I have always said that Cleanroom Technology is not rocket science. Although it seems the modern cleanroom was developed to assist with the progression of rocket technology.
Working out of Sandia National Laboratories, Willis Whitfield, who died last month aged 92, put together the prototype of the modern cleanroom. Responding to a request by his employer to design a room to deal with the manufacture of increasingly miniaturized nuclear weapon componentry, Whitfield couldn’t believe that someone hadn’t come up with the idea before.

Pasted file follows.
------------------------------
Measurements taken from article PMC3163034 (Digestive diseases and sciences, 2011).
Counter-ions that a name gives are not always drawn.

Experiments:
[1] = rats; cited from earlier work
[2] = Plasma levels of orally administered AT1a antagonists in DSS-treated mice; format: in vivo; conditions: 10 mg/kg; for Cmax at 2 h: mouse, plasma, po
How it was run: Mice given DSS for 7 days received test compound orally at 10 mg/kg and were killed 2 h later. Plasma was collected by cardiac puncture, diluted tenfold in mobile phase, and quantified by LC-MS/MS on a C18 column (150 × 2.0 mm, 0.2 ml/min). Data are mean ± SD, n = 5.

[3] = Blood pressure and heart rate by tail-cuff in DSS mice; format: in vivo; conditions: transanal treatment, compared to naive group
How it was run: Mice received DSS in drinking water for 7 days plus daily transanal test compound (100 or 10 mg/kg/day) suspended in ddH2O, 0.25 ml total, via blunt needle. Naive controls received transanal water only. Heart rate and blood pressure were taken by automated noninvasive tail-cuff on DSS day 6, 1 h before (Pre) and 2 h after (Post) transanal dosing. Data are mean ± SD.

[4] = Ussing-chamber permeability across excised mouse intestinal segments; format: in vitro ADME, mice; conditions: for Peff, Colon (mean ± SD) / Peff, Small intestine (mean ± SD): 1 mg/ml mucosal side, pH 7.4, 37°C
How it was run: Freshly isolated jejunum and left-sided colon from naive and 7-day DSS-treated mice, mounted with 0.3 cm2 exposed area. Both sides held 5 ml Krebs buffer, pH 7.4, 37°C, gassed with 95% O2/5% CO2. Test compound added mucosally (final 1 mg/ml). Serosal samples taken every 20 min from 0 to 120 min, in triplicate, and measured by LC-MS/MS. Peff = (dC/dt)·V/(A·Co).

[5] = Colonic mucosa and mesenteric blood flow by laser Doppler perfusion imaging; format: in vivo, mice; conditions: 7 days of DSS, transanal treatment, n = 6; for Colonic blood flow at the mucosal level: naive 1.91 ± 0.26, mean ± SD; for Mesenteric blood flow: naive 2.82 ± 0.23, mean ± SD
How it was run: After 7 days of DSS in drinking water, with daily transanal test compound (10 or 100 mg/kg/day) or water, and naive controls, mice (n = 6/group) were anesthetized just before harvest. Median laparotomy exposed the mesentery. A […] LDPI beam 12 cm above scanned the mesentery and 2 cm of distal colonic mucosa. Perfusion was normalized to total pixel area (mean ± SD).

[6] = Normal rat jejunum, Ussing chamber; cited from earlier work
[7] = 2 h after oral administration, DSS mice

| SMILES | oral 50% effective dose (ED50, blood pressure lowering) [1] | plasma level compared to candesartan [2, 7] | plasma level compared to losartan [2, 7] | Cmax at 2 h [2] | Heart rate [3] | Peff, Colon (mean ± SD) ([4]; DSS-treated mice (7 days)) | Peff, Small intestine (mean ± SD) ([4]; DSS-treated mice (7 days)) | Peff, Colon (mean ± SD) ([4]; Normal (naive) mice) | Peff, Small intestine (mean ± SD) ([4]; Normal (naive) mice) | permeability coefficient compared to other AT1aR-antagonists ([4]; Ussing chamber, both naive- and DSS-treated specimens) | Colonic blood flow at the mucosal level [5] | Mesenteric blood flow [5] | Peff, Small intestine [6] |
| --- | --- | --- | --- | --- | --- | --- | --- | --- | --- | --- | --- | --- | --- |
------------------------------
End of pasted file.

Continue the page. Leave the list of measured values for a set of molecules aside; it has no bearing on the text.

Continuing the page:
Dubbed “Mr Clean” by Time Magazine, Whitfield’s prototype provided safer surgery, safer drugs and fueled the development of the microelectronics industry.
So many of the problems I see in cleanrooms today are a result of people overthinking things, forgetting about the basic principles that make a cleanroom so effective. Willis Whitfield’s genius came from realizing the simplicity of the problem and delivering a simple solution. The fact that he worked in a government facility that was well funded and his research was made freely available also allowed his innovation to flourish.